Monday, June 22, 2009

Millions Of TV Viewers Go Dark, Few Complain

Suppose someone pulled the plug and a couple of million people didn't care. That may be what the TV industry is discovering nearly a week after the U.S. broadcast industry converted from analog to digital broadcasting. Days after their analog TV signals went dark, 2.2% of U.S. households still haven't bothered to hook up to digital reception, according to estimates released Wednesday by Nielsen Co.

Even more troubling, the estimates are based on households in Nielsen's national and local TV ratings panels, which means that more than 2% of Nielsen's panel is reporting zero TV usage in the days following the conversion.

The broadcast industry had expected that the vast majority of analog hold-outs would scramble to convert to digital at the 11th hour, or after their TV sets went dark, but that does not appear to be the case, as a survey of the nation's TV stations by the National Association of Broadcasters reports only "moderate" call volume from viewers to local stations seeking help of information about receiving their digital broadcast signals.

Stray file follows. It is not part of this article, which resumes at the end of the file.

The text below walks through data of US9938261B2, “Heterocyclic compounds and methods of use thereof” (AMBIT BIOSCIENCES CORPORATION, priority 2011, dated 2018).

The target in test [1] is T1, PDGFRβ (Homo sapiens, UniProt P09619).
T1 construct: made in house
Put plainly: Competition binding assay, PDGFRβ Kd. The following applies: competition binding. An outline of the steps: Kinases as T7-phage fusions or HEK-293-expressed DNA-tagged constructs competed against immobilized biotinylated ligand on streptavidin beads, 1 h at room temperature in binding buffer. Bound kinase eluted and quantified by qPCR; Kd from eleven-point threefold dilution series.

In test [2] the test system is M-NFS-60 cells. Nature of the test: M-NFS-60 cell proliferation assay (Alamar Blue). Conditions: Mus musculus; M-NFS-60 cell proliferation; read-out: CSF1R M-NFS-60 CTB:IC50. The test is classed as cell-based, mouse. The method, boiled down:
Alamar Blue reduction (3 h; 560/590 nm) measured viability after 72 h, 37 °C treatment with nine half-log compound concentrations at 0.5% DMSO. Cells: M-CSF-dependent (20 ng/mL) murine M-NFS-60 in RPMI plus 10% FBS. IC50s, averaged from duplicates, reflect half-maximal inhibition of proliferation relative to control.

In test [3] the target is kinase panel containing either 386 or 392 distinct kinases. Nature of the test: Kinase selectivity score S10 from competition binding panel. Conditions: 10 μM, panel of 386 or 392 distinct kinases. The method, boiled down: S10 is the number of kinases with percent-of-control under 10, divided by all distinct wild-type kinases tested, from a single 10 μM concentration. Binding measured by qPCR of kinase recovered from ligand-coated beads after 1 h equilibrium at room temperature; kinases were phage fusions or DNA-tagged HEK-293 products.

"The call volume is considerably low given that the transition impacts an estimated 14 million over-the-air households in markets with at least one station going all-digital," the NAB said in late Friday, the day analog broadcast signals ceased to transmit.

Moreover, most of the calls received by local broadcasters were among those that had already prepared for the digital transition, but simply needed assistance in scanning digital channels with their new equipment.

"A relatively small percentage of viewers so far have needed assistance given the large number of broadcast-only households affected during the today's transition," noted Jonathan Collegio, vice president for digital television at NAB. "Importantly, much of the assistance sought by viewers has been on the relatively minor issue of scanning and re-scanning converter boxes and digital TV sets."

The NAB has not released new data on the number of households that have gone dark, but the new Nielsen data suggests millions of TV viewers either don't care, or are still perplexed about how to hook up to digital broadcast despite billions of dollars invested by the broadcast TV industry and the U.S. government to help educate them.
(source:, Joe Mandese)

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